LEON COMPTON: But the question that I asked you was about the significant rise in part time employment, which suggests that people are not just - we don't just have a rising unemployment rate, but also a rise in the amount of only part time employment.
BILL SHORTEN: Yes. Not all people want to work part time, and some want to get more hours of work. There are other people for whom part time work is a sensible solution. The big change in the last 20 years has been two income households. The fact is that with both mum and dad - to use the vernacular - working, sometimes part time, sometimes full time. That's been, I think, the big change in families in the last 20 years.
There are growth industries in Tassie. What Labor needs to do is to make sure that people have got the skills. What we need to do is invest in the infrastructure in Tasmania. I think there's a huge message in - about the lifestyle of Tasmania. I think the fact that there's 60 extra flights coming into Tasmania is good news. It's not easy if you don't have a job, but I do believe the Labor Government's priority should be to help create good jobs, create confidence, building infrastructure, sell the message of Tasmania.
LEON COMPTON: Let's talk about the population then. The population here is, effectively, flat lined while the rest of the country is growing significantly. Tasmania's population - and particularly its population of people of working age - is really diminishing.
BILL SHORTEN: Well, what we need to do is to encourage the creation of good jobs. I've been down to see what Tas Hydro's doing, for instance - Hydro Tas - what they're doing, for instance. They're selling services and ideas to the world. I don’t think we can simply rely on existing industries to generate all the future jobs growth.
People live in towns and communities for a range of reasons. I think central to that is access to a good job. So we've got to encourage that confidence. But they also live in towns and communities because of the quality of life. They live there because of the quality of services and, indeed, the quality of the arts.
I mean what you're doing with tourism in Tassie - for instance, the MONA. I know that's a bit of a flagship project, but that's really impressive. So I agree seven per cent is high. I agree that it's a big challenge, number one challenge. But I also think that there's some good news out there which - we need to focus on the future. And if we know where we're going, then we can get there. If we don't know where we're going, any road will do.
LEON COMPTON: You're the Minister for Workplace Relations. Let's talk about the story that's been dominating news in the last 48 hours: the captain's pick. As Minister for Workplace Relations was the Labor senator for the Northern Territory, Trish Crossin, sacked fairly?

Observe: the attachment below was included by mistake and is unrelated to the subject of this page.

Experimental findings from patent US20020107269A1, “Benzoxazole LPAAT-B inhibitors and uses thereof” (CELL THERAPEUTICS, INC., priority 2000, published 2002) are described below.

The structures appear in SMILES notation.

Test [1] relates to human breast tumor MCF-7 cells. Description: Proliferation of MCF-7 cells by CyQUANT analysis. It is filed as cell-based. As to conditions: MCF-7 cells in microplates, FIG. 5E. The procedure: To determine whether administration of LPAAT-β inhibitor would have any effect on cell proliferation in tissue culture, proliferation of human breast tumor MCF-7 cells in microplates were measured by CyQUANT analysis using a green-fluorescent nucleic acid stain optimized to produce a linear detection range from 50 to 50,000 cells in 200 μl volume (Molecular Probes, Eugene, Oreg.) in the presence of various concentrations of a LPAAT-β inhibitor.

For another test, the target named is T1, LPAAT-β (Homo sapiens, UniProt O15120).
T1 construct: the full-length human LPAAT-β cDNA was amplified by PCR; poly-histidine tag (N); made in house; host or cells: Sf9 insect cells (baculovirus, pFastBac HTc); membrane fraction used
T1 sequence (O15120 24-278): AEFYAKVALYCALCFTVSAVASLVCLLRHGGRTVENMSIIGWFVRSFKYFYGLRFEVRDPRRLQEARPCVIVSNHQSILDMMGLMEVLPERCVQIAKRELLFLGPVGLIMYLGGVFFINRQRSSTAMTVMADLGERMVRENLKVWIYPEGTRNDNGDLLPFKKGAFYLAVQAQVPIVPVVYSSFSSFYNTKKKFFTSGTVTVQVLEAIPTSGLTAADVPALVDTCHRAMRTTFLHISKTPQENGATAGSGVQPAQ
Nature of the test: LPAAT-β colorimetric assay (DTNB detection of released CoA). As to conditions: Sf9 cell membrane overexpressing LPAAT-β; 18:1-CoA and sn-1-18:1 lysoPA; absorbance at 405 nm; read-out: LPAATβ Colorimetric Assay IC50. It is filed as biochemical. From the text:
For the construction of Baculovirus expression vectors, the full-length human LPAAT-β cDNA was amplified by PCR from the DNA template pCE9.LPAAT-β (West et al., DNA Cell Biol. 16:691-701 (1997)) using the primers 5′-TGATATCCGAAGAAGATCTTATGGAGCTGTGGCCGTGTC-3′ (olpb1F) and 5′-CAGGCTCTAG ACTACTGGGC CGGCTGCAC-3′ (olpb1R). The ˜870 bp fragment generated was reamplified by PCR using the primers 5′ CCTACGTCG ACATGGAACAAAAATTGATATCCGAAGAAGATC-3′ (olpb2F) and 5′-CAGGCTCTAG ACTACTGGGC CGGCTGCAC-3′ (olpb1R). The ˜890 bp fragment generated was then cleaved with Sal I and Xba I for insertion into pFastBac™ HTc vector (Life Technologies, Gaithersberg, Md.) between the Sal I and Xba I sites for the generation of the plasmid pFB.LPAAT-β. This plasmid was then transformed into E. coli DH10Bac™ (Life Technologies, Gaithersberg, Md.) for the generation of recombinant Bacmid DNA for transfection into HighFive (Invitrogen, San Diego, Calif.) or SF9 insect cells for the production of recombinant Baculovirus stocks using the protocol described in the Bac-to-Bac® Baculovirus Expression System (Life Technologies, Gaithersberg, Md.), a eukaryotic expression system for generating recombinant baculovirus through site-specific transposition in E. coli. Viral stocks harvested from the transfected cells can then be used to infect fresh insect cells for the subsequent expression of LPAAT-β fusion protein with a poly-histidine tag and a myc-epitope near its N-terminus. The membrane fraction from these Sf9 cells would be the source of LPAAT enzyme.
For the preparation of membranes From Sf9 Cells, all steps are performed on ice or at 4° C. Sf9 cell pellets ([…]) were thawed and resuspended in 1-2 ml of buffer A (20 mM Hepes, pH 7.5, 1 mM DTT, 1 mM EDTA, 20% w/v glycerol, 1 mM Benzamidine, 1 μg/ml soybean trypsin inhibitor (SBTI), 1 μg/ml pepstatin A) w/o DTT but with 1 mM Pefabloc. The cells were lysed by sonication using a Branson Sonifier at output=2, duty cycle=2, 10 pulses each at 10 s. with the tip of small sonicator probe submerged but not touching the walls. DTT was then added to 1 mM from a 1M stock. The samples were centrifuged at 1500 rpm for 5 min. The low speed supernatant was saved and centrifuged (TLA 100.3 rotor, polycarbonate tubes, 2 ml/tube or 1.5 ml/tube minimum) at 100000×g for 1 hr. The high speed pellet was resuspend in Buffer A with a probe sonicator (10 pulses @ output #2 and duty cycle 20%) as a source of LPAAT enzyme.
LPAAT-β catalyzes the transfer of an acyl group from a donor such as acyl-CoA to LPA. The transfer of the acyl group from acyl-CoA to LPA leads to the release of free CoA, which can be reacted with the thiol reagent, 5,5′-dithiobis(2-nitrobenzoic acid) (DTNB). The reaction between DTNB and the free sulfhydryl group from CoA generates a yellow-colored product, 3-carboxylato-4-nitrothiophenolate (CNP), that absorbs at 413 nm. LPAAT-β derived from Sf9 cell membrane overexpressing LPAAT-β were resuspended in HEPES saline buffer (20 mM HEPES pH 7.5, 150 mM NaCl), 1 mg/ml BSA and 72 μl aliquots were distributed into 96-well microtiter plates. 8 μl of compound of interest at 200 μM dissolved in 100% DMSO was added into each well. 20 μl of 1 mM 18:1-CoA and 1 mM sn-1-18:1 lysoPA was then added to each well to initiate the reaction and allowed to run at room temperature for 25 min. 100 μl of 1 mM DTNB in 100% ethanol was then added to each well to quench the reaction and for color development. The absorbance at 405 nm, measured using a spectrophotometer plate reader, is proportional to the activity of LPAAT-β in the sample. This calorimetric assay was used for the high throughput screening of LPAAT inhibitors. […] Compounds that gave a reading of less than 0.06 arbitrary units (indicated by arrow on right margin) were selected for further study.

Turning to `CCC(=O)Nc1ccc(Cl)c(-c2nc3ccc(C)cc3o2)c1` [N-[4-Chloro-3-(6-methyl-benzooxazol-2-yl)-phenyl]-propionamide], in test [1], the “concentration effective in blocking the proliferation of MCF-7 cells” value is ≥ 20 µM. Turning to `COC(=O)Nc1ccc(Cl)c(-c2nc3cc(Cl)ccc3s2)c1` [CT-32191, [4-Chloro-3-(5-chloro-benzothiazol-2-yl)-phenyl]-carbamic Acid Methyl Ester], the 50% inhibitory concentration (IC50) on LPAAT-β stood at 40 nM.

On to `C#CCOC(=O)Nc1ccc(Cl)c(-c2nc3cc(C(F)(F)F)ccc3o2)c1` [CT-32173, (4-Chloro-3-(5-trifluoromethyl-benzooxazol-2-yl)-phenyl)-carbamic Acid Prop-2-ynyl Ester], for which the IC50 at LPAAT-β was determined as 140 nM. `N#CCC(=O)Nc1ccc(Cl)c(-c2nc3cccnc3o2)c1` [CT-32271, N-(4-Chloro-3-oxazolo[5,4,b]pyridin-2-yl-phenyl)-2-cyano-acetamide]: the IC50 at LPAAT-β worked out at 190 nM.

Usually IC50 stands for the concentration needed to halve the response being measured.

BILL SHORTEN: Oh no. It's an important issue you're raising, but I don’t think the workplace unfair dismissal analogy you're drawing holds. What this is about is the Labor Party picking candidates for seats. That is never an easy process when more than one person wants a seat. The Prime Minister believes that it's time for a change in terms of that seat. I think Trish Crossin, the existing Senator, has done very good work. The Prime Minister believes it's time for a change there, time to bring in a new candidate who's also got, I think, very good credentials.
LEON COMPTON: Do you support the Prime Minister's decision to handle it in the way that she has; to go around, effectively - in this case Territory Labor membership - and make the decision unilaterally?
BILL SHORTEN: Well, I think that the Prime Minister - I do support her, yes. That's not a secret. In terms of processes, the rules of the party are being adhered to. So yes, I do.
LEON COMPTON: Do you think that a similar thing could happen in Tasmania then?
BILL SHORTEN: Oh, I don’t know. I believe that there was a Labor senator candidate preselected down here.
LEON COMPTON: And, indeed, Kevin Rudd stepped in.
BILL SHORTEN: And the former leader, Mr Rudd, said he didn't like him and he got dropped. Politics - members of Parliament work hard. Senator Crossin's worked hard for 15 years. But periodically there are changes. Some of these changes can be uncomfortable if they happen, but I also think the Prime Minister is picking a candidate who will serve the national Parliament well, so...
LEON COMPTON: But this is a question about the fairness of the way that it was handled. Just in terms of - I mean let's make it about Tasmania. You have Labor Party rank and file members. They turn up. They have a vote. They preselect their candidate and then that is shown to be for nothing.